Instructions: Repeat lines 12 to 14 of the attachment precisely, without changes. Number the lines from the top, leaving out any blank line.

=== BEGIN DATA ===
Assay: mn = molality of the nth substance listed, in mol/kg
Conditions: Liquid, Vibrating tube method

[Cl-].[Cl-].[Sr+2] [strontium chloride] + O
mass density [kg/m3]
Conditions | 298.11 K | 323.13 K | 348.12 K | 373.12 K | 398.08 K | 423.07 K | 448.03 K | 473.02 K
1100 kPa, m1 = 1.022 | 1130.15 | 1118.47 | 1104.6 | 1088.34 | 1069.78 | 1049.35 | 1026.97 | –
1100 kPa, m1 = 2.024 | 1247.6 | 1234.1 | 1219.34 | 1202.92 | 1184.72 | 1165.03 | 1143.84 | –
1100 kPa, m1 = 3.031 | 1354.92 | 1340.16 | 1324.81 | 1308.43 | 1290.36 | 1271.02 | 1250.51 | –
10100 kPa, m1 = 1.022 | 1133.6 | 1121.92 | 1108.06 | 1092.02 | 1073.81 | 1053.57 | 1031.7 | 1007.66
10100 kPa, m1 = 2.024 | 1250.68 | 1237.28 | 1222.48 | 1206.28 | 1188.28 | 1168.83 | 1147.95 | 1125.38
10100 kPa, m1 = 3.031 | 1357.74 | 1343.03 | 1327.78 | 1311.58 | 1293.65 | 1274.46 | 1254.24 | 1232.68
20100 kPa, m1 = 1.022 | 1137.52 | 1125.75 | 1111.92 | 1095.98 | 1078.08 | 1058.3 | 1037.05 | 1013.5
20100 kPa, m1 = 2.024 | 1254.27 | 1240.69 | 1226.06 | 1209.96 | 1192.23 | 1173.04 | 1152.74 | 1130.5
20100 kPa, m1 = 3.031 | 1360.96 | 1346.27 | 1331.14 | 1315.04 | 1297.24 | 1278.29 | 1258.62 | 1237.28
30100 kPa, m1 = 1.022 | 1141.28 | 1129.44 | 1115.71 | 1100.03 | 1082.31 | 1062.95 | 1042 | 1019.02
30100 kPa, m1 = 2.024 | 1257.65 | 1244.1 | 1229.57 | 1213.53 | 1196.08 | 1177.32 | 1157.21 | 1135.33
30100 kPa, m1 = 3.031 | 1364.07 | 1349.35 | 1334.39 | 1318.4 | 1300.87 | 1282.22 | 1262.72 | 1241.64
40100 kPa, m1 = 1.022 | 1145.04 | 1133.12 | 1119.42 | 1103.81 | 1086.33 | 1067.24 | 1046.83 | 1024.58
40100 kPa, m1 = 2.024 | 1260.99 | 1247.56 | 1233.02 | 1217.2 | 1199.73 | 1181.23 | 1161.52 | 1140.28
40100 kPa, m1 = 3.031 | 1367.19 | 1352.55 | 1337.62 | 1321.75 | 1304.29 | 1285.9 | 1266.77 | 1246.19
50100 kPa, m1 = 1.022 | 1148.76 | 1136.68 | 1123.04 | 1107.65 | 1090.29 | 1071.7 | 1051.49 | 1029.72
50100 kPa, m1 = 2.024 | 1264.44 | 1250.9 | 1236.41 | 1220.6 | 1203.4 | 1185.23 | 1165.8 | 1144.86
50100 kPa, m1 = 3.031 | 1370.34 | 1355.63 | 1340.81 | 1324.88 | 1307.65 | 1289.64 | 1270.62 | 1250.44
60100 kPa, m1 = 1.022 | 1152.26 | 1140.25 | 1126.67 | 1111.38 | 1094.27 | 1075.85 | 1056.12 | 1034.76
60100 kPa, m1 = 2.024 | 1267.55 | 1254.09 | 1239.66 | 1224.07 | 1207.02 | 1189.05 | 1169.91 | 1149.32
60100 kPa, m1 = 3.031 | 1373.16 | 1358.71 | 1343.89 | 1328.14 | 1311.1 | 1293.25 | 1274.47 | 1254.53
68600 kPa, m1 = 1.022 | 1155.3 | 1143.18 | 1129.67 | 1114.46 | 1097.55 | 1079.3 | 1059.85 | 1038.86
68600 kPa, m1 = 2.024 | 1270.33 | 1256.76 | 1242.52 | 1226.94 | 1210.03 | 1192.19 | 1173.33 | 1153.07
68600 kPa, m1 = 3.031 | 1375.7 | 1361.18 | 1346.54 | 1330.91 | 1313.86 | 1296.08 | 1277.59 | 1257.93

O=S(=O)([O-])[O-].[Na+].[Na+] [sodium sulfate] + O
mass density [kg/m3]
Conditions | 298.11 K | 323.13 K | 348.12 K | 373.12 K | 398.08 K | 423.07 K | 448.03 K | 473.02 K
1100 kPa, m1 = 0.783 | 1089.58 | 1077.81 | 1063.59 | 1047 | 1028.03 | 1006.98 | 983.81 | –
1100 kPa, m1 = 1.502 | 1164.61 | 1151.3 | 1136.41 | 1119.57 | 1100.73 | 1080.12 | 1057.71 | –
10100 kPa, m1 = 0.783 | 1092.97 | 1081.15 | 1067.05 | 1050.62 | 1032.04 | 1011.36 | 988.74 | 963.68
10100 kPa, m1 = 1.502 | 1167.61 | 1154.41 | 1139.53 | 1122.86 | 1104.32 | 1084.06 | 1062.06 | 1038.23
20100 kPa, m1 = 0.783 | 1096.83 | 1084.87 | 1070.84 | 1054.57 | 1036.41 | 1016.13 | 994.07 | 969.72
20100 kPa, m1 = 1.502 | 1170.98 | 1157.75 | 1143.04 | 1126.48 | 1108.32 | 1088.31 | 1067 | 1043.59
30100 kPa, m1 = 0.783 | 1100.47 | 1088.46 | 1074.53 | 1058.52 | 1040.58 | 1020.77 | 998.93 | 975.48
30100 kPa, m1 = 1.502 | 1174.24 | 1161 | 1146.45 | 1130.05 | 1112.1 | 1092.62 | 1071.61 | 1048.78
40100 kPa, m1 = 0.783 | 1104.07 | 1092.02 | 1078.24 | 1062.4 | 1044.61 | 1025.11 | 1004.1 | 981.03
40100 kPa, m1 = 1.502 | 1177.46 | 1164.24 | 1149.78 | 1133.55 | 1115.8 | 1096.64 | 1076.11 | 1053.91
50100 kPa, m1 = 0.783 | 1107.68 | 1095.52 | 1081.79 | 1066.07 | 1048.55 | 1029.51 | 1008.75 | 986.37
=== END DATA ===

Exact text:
20100 kPa, m1 = 1.022 | 1137.52 | 1125.75 | 1111.92 | 1095.98 | 1078.08 | 1058.3 | 1037.05 | 1013.5
20100 kPa, m1 = 2.024 | 1254.27 | 1240.69 | 1226.06 | 1209.96 | 1192.23 | 1173.04 | 1152.74 | 1130.5
20100 kPa, m1 = 3.031 | 1360.96 | 1346.27 | 1331.14 | 1315.04 | 1297.24 | 1278.29 | 1258.62 | 1237.28